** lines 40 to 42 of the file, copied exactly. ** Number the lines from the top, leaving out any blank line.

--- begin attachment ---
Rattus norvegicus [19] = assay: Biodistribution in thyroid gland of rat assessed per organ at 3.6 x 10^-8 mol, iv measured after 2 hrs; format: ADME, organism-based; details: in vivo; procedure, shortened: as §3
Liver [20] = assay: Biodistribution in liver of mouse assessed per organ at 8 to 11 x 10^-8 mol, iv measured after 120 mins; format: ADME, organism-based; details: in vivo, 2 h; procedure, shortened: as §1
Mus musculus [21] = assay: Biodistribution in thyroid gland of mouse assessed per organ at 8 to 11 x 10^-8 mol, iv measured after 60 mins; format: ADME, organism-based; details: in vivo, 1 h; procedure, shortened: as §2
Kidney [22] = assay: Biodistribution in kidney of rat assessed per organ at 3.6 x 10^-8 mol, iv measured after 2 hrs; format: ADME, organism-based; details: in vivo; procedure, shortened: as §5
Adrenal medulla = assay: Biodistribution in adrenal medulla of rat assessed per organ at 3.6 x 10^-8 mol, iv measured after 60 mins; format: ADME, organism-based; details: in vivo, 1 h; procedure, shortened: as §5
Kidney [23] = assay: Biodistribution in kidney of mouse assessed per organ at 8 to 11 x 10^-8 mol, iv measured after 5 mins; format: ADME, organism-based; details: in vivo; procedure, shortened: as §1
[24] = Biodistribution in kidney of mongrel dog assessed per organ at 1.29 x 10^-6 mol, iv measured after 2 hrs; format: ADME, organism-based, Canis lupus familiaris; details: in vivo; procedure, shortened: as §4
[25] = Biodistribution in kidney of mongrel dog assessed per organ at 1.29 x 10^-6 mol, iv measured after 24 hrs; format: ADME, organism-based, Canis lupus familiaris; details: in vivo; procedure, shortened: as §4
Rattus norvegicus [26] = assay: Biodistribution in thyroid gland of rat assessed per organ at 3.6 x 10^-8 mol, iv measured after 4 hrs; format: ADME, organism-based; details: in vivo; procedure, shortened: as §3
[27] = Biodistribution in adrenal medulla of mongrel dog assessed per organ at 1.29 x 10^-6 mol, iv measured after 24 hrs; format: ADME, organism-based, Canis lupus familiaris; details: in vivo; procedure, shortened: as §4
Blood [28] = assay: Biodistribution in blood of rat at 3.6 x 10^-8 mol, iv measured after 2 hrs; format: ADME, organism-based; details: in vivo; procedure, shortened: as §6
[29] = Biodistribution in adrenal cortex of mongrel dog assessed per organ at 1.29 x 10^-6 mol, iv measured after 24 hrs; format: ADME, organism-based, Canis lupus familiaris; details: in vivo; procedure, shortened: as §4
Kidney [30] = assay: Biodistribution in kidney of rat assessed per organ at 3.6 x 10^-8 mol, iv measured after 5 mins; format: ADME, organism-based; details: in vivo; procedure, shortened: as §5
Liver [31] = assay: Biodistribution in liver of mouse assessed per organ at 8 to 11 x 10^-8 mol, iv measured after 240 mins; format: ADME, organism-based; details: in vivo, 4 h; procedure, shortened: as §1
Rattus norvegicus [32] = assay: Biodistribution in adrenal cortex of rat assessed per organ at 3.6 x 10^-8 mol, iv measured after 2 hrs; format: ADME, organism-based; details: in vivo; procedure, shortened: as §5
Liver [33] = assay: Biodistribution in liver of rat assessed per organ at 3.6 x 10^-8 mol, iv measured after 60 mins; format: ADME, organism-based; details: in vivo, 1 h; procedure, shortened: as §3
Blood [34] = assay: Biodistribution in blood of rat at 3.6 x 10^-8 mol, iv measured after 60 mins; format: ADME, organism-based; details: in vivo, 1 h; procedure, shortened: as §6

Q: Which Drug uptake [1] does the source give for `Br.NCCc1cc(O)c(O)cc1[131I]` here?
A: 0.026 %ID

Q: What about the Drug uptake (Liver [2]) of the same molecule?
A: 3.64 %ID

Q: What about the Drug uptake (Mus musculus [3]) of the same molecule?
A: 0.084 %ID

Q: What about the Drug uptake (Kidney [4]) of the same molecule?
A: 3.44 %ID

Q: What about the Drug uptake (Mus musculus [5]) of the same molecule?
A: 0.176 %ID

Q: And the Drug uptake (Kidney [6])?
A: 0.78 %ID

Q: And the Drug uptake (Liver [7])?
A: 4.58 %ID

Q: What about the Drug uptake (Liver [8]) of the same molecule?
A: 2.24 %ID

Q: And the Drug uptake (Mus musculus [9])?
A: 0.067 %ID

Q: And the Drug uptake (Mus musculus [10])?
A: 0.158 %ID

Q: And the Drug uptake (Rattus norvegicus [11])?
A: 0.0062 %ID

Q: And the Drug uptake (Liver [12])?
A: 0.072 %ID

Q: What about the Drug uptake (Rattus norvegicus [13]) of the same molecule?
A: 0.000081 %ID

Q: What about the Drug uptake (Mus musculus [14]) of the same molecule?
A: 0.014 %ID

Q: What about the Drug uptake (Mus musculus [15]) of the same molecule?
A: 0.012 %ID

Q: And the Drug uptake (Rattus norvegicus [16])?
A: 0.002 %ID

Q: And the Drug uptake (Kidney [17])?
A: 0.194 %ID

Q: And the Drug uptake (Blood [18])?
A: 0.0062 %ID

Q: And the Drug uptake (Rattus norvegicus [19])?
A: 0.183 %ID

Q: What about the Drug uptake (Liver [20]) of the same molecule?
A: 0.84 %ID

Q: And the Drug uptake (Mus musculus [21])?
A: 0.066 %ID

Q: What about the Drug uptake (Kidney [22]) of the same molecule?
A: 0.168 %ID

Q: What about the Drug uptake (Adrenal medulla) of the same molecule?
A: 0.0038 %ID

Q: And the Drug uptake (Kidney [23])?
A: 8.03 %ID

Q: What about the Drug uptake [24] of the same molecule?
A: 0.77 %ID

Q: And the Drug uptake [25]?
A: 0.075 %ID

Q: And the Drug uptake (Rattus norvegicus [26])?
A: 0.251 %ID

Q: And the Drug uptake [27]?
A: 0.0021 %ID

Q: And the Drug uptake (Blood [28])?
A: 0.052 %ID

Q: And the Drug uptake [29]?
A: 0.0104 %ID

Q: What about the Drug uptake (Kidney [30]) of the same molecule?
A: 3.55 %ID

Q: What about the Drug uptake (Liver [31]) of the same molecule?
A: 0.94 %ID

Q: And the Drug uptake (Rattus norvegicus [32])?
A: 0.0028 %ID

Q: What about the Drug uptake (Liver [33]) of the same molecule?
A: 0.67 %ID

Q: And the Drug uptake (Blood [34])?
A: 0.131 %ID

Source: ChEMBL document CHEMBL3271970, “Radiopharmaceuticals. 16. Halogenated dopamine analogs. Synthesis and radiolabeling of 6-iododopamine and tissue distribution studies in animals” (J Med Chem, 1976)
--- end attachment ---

Q: And the Drug uptake (Liver [12])?
A: 0.072 %ID

Q: What about the Drug uptake (Rattus norvegicus [13]) of the same molecule?